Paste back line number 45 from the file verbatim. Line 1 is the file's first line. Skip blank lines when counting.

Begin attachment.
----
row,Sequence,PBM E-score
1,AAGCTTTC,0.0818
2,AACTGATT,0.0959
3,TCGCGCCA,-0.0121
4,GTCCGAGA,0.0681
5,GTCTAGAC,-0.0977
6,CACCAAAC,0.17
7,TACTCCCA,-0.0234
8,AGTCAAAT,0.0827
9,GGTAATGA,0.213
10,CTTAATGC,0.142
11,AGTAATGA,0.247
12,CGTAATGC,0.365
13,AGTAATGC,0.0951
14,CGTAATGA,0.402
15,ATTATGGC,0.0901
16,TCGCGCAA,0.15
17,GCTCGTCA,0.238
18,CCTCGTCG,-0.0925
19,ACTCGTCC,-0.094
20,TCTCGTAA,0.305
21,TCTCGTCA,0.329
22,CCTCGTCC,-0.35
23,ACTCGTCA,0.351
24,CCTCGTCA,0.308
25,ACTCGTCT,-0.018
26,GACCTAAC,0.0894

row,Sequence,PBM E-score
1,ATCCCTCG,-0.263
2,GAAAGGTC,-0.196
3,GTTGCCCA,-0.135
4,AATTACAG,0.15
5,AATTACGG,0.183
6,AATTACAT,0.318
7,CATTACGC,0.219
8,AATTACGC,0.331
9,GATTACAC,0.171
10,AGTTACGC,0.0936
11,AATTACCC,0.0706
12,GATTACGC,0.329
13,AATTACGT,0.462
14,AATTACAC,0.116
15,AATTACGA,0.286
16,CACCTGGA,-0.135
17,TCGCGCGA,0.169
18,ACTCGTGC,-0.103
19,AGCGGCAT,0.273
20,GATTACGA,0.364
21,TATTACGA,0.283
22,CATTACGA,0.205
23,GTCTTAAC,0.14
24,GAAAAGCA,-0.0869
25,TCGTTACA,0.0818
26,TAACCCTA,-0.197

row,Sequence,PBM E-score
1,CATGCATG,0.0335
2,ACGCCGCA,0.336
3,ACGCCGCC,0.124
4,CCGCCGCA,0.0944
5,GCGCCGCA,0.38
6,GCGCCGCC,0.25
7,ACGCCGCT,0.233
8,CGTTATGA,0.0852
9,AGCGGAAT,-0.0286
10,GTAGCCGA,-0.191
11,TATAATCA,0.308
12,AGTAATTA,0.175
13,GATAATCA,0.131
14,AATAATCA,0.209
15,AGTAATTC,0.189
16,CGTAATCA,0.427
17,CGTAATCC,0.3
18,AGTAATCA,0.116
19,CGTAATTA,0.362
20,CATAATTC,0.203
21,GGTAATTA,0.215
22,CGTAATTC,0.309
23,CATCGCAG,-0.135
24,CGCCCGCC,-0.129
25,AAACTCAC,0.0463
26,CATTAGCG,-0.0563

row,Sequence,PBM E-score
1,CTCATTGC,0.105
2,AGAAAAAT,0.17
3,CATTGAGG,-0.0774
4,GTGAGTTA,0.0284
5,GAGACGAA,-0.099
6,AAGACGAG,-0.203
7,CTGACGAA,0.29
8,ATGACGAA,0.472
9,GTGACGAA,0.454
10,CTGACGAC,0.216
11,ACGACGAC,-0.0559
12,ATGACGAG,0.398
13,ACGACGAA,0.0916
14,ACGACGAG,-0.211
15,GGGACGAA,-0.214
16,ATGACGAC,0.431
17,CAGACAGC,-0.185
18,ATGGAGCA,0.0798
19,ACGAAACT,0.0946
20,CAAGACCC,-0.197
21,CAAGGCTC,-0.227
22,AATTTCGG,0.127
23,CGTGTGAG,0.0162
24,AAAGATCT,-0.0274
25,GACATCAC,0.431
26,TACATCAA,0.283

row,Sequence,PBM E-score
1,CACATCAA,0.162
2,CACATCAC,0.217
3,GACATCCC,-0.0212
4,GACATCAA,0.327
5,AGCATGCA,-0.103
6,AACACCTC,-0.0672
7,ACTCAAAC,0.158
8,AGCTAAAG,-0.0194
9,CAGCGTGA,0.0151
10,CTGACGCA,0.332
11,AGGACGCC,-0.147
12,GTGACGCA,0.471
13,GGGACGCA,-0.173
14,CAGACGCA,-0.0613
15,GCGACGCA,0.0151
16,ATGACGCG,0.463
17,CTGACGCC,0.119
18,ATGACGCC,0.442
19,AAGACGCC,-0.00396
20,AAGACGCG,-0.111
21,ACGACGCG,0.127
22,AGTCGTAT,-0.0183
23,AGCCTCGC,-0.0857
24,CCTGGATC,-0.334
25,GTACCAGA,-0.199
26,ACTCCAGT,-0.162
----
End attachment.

17,TCGCGCGA,0.169